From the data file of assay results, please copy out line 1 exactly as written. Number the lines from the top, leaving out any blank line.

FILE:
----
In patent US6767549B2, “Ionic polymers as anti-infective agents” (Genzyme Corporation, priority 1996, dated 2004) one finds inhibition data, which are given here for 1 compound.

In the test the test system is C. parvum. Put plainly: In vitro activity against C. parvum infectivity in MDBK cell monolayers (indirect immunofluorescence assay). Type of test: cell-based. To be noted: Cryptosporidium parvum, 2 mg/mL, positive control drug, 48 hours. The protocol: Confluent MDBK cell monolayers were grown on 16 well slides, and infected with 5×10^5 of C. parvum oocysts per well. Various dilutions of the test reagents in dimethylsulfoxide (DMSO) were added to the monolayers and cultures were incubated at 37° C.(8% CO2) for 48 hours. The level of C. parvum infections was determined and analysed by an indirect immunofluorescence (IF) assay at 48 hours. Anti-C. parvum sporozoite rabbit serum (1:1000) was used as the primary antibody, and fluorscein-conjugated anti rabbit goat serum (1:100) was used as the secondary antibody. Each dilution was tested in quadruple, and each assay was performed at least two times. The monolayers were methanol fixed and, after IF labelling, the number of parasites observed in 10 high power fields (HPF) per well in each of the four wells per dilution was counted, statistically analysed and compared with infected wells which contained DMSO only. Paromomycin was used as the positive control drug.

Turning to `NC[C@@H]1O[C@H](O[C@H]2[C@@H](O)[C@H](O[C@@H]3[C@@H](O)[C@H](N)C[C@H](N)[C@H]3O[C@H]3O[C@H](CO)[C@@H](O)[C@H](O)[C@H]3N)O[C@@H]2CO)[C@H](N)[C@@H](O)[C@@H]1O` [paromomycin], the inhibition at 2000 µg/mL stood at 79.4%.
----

In patent US6767549B2, “Ionic polymers as anti-infective agents” (Genzyme Corporation, priority 1996, dated 2004) one finds inhibition data, which are given here for 1 compound.